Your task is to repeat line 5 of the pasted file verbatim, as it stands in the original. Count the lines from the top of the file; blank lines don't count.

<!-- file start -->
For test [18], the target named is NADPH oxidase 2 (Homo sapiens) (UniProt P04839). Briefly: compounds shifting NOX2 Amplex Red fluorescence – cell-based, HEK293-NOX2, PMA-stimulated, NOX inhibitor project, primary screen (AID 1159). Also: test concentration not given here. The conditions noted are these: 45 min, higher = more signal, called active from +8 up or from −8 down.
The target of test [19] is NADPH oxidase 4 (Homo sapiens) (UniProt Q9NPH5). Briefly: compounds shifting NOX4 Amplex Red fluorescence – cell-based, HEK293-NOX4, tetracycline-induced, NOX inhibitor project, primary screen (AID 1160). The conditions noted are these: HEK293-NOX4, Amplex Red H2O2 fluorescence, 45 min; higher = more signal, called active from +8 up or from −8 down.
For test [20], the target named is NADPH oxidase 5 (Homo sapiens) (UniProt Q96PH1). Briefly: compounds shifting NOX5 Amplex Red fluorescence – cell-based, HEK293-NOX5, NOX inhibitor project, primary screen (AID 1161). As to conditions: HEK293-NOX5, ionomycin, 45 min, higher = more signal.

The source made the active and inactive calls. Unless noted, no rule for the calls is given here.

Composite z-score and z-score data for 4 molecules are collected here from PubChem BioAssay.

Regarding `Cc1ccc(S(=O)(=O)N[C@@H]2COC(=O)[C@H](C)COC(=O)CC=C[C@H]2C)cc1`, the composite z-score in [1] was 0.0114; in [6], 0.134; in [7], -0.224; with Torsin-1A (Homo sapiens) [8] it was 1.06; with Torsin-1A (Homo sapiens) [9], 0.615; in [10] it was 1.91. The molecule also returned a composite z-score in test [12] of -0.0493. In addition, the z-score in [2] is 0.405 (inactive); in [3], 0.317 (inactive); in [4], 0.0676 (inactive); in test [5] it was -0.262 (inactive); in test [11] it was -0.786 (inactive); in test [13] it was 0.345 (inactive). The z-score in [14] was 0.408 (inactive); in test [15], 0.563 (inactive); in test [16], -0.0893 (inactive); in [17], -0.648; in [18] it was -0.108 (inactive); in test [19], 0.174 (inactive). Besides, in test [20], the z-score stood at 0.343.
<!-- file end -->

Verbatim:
Composite z-score and z-score data for 4 molecules are collected here from PubChem BioAssay.